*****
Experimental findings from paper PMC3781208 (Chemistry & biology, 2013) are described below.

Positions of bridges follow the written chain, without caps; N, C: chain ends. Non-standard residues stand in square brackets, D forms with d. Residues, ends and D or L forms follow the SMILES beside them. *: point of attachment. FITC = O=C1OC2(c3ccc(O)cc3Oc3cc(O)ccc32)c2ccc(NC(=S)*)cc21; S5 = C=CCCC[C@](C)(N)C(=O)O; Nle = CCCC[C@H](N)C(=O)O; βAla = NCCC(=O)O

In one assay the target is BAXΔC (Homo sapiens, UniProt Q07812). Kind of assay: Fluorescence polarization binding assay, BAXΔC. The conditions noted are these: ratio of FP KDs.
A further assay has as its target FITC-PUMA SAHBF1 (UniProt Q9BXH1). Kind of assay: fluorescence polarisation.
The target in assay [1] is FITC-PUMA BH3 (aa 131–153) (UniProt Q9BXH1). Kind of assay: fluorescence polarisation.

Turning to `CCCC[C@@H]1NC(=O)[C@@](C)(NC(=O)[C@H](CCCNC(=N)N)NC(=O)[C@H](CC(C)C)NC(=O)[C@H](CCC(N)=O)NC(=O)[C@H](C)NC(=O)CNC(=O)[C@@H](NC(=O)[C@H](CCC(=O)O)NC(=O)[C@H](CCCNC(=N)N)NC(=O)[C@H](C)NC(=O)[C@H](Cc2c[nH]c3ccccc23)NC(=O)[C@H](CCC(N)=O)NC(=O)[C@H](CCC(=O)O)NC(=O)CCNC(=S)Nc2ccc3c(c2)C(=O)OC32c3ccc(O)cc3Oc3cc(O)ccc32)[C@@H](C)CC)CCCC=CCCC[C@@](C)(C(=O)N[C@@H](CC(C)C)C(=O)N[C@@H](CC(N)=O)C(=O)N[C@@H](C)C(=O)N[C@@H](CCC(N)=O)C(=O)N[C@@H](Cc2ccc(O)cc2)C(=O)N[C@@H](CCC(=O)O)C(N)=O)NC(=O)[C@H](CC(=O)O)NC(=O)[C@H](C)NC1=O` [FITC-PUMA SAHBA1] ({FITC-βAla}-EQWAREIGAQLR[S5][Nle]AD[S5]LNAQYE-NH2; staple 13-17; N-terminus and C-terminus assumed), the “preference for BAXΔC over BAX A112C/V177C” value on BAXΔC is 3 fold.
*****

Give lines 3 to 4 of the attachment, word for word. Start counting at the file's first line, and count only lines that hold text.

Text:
In one assay the target is BAXΔC (Homo sapiens, UniProt Q07812). Kind of assay: Fluorescence polarization binding assay, BAXΔC. The conditions noted are these: ratio of FP KDs.
A further assay has as its target FITC-PUMA SAHBF1 (UniProt Q9BXH1). Kind of assay: fluorescence polarisation.